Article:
IT’S far from the average tattoo studio, and at the back of the New England Skin and Medical Clinic, beauty meets science.
Paramedical tattooist Vivienne L’Or creates nipples and areolas for women who have had reconstructive surgery, usually due to a mastectomy as a result of breast cancer.
“When I first started doing it I just wanted to cry every time I saw a woman who’d had a mastectomy done,” she said.
“But now the happiness on their face when you achieve a great result for them – the tears of joy, it’s better than anything.
“It’s what makes it worth it.”
Using oscillating needles with pigment instead of ink, Ms L’Or is the only person who offers 3D breast tattooing in the area between Sydney and Brisbane.
Women can choose from a range of deliciously-titled colours, from champagne to cherry, licorice to sherbet.
Whatever the shade, it’s absolutely important to get it right Ms L’Or said.
“It’s psychologically inhibiting for these women because that femininity is gone, that reminder every day when you have a shower that the breasts are just not there anymore,” she said.
“The impact is immediate, some women haven’t had anything there for years and they just cry tears of joy.”
Ms L’Or has travelled to Brisbane, Perth and Ireland to learn the art.
Not only can she create realistic nipples, but cover scarring with a technique called camouflage.
A tricky task, learners practice on pig skin, much like a regular tattooist, before moving on to the real thing.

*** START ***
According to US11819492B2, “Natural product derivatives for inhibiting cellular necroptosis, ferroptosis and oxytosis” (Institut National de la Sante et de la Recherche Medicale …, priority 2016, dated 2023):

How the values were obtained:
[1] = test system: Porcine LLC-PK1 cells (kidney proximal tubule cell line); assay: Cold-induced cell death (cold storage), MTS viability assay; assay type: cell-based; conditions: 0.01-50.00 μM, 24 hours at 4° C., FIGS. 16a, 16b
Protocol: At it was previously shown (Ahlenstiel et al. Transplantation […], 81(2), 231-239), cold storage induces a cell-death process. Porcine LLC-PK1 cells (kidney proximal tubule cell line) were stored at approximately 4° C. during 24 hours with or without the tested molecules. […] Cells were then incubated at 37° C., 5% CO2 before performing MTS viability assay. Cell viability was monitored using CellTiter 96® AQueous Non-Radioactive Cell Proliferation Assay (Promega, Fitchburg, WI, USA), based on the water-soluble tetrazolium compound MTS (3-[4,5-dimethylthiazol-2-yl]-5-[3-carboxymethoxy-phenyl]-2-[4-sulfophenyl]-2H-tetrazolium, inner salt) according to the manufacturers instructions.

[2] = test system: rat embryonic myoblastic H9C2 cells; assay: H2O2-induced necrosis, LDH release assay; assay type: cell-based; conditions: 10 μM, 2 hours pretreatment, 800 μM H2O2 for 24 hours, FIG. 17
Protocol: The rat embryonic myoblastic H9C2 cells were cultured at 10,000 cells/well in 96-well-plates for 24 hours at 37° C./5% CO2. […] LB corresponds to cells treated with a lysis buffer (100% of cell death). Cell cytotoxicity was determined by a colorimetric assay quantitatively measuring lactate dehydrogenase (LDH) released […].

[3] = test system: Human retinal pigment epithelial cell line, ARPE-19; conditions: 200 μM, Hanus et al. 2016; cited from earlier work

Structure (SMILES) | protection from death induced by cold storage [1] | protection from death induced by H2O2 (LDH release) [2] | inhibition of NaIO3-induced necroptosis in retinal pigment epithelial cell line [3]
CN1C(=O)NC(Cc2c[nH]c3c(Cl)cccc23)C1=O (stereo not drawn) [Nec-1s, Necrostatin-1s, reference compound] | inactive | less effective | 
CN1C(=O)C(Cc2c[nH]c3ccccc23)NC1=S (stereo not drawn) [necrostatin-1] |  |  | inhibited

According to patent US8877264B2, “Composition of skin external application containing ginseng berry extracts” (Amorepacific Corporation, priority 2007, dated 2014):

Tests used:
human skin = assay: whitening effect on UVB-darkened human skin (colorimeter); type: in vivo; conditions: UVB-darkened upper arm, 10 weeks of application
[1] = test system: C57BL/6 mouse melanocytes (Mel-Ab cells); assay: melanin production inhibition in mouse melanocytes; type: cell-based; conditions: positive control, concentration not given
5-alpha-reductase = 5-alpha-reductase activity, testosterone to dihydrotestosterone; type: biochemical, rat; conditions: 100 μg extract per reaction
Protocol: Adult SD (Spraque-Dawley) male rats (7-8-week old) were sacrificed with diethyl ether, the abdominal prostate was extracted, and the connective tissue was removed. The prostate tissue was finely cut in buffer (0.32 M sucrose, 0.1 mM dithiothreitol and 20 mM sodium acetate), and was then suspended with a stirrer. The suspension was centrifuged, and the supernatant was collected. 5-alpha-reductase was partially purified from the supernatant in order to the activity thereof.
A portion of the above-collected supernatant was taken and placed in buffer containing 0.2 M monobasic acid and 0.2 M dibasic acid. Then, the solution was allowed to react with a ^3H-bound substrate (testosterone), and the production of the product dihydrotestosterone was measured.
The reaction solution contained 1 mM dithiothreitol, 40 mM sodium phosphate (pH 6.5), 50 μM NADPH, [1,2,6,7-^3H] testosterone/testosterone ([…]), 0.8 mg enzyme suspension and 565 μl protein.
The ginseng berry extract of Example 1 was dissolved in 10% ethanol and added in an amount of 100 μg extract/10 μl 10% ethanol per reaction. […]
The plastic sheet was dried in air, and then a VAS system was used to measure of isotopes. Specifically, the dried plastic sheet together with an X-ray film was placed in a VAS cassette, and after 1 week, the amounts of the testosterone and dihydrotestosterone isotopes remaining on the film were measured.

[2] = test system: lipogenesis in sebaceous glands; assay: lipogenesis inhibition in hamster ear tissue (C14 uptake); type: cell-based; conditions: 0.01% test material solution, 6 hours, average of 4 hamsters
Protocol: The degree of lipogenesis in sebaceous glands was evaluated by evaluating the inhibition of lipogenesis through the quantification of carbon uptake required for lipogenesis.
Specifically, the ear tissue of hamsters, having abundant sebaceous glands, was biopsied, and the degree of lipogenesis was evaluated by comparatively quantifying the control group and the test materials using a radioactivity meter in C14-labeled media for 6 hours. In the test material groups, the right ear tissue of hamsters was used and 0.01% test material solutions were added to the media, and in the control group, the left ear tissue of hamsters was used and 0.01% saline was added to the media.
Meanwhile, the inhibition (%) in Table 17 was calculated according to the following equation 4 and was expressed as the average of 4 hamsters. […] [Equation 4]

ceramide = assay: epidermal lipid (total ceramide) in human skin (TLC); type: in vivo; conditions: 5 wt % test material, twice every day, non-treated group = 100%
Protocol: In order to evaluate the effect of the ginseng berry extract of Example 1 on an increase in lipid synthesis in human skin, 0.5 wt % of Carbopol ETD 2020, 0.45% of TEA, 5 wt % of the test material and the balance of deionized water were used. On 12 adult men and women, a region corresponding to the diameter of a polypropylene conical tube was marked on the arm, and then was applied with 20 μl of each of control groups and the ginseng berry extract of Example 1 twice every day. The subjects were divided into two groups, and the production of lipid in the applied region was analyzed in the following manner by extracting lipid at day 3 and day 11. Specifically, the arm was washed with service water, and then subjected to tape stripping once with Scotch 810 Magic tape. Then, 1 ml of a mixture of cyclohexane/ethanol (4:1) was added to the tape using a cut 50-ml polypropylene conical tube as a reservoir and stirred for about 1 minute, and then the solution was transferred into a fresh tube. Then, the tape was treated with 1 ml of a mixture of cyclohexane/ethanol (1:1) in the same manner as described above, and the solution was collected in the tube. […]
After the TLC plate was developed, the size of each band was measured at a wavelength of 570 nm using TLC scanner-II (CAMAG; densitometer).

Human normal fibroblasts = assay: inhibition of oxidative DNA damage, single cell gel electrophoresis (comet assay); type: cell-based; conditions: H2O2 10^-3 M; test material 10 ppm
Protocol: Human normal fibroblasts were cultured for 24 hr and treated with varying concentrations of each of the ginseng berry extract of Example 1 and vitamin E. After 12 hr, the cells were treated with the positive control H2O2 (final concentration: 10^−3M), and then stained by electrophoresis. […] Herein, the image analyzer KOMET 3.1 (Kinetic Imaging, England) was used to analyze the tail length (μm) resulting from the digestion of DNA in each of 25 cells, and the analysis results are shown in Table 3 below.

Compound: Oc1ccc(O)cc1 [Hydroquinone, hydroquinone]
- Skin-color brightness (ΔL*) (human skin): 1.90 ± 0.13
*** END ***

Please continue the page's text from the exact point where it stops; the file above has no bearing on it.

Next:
Ms L’Or practices the art form every night, so far she has created 10 new sets of nipples for women.
“It’s like painting or drawing, if you don’t have that artistic bend it will be hard to do it, in all honesty if you can’t draw don’t do it – you’re going to wreck faces or anatomy,” she said.
“I really enjoy it and I have an artistic ability that I inherited from my mother.
“It’s a real technique and an art to do this in 3D so when you’re looking at a woman’s breast from a distance it’s an illusion.”
Some women who’ve had mastectomy’s choose to get roses, hearts or other meaningful images tattooed on their breast – especially if they don’t have access to a 3D paramedical tattooist.
Some request one nipple tattoo and one rose, it’s all up to the individual.
Ms L’Or said she’s noticed not only an impact on the woman’s confidence, but on their relationship with their partner and the partner themselves.
“There’s not a lot of support there for the men, and when a husband looks at his wife and there’s nothing there anymore it does take a toll – not on every man,” she said.
“When I talk to these ladies and they’re in relationships – when women are diagnosed with breast cancer sometimes the relationship breaks down.
“Quite often when you’re chatting to them they’ll say, ‘He’s going to love this!’ – it’s a different attitude all together so it’s for the guys as well.”